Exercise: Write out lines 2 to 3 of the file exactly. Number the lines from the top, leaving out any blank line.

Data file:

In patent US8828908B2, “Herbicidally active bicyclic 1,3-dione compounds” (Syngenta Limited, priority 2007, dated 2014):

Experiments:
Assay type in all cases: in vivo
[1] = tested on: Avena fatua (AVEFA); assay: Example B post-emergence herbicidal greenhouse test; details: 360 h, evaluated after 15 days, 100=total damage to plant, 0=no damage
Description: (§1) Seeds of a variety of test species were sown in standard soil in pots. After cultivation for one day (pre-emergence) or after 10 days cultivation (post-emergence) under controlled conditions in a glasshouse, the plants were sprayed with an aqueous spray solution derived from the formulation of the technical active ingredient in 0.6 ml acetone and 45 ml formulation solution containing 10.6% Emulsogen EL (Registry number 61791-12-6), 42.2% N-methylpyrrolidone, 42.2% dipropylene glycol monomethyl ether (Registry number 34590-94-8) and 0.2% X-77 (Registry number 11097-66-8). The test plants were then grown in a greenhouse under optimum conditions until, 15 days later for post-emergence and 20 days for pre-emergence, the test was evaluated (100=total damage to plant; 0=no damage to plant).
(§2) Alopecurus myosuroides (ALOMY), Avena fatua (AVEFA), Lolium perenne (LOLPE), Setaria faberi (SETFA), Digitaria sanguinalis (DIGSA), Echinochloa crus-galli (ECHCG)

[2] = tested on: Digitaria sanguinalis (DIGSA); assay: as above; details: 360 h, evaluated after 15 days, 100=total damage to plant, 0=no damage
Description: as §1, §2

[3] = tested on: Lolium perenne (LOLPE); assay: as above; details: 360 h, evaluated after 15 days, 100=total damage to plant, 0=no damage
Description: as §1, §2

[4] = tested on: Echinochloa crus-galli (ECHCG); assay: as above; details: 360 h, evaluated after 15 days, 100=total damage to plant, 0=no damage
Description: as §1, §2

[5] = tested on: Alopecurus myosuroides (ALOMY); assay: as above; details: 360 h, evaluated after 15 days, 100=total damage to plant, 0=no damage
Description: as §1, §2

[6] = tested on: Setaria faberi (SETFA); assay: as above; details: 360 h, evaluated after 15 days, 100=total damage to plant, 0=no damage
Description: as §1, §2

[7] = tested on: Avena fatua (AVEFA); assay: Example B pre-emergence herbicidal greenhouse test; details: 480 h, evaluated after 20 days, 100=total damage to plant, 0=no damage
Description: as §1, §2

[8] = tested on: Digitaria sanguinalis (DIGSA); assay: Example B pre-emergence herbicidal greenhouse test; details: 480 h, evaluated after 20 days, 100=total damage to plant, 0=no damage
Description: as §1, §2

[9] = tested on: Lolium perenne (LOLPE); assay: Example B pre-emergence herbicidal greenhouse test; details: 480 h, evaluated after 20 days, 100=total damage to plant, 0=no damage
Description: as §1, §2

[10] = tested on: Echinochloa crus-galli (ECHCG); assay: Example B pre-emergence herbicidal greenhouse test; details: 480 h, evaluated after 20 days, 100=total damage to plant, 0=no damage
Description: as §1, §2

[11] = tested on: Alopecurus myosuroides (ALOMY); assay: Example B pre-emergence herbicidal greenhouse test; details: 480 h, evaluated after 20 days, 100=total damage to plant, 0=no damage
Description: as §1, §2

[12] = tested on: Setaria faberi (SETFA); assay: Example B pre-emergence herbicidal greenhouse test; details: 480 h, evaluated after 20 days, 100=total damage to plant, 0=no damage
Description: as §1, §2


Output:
Experiments:
Assay type in all cases: in vivo